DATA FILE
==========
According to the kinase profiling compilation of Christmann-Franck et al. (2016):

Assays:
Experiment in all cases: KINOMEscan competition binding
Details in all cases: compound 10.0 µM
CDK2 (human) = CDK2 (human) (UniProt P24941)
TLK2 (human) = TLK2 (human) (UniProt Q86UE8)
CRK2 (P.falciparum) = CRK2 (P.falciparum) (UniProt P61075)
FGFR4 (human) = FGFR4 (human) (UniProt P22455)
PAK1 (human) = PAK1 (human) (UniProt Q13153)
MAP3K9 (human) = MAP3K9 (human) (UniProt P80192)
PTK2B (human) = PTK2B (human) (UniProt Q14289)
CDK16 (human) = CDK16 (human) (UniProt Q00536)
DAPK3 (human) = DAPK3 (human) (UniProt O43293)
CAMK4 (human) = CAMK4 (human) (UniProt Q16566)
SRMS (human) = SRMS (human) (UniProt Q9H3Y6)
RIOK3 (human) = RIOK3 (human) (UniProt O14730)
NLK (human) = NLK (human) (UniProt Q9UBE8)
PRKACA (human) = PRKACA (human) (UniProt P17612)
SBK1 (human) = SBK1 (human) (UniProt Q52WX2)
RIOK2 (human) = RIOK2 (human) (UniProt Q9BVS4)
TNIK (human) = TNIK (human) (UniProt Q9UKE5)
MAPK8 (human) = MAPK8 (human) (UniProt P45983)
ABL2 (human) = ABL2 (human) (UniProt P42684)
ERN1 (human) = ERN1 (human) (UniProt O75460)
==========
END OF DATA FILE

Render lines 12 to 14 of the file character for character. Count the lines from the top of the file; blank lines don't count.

CDK16 (human) = CDK16 (human) (UniProt Q00536)
DAPK3 (human) = DAPK3 (human) (UniProt O43293)
CAMK4 (human) = CAMK4 (human) (UniProt Q16566)